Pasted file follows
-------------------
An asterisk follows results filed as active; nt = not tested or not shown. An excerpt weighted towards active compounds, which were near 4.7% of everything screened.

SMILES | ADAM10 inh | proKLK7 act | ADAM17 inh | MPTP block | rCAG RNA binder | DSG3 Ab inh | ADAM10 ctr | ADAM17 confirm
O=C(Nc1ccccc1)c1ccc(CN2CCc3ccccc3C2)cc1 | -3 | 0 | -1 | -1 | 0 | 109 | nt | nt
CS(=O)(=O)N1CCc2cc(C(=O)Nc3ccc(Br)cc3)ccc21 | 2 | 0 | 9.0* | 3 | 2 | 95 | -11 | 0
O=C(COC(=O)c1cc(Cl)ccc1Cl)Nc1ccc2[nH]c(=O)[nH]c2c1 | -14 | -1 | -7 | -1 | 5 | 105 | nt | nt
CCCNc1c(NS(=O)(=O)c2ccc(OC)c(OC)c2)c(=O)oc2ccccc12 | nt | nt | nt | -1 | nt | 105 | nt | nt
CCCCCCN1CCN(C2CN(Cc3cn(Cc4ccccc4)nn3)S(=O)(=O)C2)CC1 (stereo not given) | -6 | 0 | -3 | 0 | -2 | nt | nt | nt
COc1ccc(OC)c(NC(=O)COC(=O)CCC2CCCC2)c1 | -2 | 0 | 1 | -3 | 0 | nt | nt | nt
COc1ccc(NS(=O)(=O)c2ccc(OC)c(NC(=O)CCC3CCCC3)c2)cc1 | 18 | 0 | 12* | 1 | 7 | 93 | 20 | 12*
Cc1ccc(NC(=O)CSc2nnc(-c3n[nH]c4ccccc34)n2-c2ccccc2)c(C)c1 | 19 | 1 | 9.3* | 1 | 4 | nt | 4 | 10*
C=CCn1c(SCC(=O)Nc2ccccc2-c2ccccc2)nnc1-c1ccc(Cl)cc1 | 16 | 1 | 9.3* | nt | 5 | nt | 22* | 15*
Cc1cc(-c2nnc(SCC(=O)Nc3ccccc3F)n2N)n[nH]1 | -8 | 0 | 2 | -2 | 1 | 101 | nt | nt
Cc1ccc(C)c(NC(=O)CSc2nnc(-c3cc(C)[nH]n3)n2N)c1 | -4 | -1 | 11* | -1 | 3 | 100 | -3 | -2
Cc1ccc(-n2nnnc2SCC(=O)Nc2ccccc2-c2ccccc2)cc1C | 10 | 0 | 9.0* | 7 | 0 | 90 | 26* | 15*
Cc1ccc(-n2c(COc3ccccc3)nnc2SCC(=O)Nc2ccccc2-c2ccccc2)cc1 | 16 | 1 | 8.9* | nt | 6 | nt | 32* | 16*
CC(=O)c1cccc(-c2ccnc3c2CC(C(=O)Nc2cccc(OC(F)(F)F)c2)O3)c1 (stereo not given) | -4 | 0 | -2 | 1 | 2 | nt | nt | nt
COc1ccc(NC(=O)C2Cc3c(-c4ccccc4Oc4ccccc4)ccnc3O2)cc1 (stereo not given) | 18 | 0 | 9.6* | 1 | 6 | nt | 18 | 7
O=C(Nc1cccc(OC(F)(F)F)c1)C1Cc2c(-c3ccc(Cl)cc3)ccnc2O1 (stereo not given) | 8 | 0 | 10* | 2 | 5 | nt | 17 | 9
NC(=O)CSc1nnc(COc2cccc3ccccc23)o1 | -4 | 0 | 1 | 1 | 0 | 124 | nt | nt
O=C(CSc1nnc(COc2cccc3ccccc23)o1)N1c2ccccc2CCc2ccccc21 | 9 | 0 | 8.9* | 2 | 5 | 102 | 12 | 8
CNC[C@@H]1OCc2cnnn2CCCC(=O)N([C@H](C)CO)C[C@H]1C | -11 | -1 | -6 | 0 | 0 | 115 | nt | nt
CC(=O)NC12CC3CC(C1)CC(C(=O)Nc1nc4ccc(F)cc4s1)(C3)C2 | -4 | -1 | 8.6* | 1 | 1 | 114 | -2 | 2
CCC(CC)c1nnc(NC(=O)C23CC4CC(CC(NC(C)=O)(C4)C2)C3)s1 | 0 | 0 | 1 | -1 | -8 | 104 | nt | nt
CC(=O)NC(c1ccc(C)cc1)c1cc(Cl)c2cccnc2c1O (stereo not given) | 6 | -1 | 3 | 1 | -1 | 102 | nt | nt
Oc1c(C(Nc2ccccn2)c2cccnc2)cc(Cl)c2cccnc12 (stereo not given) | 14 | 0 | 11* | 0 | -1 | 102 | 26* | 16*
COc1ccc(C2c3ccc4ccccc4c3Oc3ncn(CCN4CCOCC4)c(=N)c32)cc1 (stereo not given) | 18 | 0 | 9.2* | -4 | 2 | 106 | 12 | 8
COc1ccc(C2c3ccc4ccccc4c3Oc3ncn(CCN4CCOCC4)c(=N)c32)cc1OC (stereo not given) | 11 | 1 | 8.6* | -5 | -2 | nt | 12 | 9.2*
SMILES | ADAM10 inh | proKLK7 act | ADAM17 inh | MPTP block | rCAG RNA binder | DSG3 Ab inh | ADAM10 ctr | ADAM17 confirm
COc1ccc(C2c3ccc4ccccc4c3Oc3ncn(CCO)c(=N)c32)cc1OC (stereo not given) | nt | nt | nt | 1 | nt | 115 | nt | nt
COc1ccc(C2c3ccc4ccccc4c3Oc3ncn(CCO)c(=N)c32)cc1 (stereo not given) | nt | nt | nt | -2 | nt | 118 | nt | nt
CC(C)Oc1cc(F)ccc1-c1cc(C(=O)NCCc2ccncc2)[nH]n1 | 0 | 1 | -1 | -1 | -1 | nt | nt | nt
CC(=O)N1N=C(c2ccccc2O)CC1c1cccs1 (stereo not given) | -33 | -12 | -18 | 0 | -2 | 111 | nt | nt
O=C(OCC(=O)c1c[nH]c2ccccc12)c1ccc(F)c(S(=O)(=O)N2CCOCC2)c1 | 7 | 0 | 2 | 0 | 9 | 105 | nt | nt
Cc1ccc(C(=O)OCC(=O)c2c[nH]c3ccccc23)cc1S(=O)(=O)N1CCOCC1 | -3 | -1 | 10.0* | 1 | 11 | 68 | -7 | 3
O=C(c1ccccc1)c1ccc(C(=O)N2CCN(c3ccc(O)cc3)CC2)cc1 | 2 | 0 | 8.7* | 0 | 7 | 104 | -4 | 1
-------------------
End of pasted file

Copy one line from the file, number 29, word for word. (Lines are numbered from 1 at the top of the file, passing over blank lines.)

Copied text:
COc1ccc(C2c3ccc4ccccc4c3Oc3ncn(CCO)c(=N)c32)cc1OC (stereo not given) | nt | nt | nt | 1 | nt | 115 | nt | nt